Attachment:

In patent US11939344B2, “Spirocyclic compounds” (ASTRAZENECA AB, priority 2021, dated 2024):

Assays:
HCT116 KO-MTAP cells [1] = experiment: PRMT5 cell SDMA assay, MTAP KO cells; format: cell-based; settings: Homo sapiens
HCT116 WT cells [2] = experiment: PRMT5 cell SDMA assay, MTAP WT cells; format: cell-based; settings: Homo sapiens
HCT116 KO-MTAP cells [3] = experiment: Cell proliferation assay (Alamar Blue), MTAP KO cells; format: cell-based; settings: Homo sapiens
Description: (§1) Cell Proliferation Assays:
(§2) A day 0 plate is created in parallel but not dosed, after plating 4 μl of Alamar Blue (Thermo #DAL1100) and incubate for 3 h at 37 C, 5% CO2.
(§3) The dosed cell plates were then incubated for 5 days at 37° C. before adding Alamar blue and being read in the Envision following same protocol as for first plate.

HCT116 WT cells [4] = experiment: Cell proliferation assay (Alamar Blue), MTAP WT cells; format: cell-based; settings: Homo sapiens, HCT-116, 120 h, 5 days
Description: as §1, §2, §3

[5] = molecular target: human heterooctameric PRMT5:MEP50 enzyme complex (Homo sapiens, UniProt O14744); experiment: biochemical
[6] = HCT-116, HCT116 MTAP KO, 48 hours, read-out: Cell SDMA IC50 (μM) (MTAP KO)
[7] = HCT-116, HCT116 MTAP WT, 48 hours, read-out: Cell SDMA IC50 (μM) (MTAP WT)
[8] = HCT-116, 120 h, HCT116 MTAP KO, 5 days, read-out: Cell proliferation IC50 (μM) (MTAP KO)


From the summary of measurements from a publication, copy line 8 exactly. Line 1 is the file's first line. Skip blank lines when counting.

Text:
(§3) The dosed cell plates were then incubated for 5 days at 37° C. before adding Alamar blue and being read in the Envision following same protocol as for first plate.